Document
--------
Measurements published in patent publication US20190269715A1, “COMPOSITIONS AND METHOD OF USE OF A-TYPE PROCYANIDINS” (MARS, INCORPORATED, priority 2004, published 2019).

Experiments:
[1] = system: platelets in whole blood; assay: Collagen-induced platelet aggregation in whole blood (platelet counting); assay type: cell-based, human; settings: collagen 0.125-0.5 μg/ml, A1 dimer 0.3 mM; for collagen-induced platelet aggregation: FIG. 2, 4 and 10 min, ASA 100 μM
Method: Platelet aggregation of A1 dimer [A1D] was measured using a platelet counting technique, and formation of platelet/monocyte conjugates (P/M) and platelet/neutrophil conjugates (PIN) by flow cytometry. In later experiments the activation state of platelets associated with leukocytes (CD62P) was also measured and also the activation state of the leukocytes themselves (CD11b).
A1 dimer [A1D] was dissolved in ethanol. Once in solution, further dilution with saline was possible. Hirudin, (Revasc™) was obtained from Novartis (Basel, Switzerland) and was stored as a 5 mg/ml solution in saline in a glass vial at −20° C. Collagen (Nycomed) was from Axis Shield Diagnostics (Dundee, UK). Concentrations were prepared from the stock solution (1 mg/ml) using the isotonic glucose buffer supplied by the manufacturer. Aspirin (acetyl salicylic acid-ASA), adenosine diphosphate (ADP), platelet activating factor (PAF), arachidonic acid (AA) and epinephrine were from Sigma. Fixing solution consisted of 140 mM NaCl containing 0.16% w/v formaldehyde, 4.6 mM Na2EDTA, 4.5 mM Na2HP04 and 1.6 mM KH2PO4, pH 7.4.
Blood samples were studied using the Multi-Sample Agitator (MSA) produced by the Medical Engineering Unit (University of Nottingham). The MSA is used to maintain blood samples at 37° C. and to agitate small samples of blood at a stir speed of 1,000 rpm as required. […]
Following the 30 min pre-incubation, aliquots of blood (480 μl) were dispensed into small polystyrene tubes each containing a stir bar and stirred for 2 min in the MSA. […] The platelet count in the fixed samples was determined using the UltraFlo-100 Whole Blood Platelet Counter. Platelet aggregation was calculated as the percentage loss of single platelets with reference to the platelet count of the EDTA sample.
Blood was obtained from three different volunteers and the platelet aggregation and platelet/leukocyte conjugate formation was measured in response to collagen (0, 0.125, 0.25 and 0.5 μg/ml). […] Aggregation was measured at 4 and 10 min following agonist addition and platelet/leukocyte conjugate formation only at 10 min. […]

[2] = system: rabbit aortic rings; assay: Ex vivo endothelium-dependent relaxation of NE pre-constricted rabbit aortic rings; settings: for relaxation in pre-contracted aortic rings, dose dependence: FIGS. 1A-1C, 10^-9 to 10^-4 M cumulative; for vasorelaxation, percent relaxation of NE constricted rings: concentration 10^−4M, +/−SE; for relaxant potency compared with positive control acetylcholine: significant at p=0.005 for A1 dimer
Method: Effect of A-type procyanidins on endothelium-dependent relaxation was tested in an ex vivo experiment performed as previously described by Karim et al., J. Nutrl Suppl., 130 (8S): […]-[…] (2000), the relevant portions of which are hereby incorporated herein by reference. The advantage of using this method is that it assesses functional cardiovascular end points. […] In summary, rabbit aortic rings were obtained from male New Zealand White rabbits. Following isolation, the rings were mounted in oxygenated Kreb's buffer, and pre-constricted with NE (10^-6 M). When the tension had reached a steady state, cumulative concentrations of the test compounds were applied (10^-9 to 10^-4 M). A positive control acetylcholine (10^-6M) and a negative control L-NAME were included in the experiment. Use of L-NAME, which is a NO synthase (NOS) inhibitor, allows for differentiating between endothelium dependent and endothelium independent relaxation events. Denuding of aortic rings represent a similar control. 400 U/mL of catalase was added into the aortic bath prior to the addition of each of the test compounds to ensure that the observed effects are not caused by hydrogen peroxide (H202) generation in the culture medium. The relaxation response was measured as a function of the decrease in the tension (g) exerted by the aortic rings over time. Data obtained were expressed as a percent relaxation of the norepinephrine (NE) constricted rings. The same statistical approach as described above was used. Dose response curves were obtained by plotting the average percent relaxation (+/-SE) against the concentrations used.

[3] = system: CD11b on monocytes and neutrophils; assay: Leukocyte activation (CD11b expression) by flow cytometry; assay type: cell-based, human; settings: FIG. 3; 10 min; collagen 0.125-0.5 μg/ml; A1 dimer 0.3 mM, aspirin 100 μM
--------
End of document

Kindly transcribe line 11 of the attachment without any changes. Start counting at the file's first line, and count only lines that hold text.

[3] = system: CD11b on monocytes and neutrophils; assay: Leukocyte activation (CD11b expression) by flow cytometry; assay type: cell-based, human; settings: FIG. 3; 10 min; collagen 0.125-0.5 μg/ml; A1 dimer 0.3 mM, aspirin 100 μM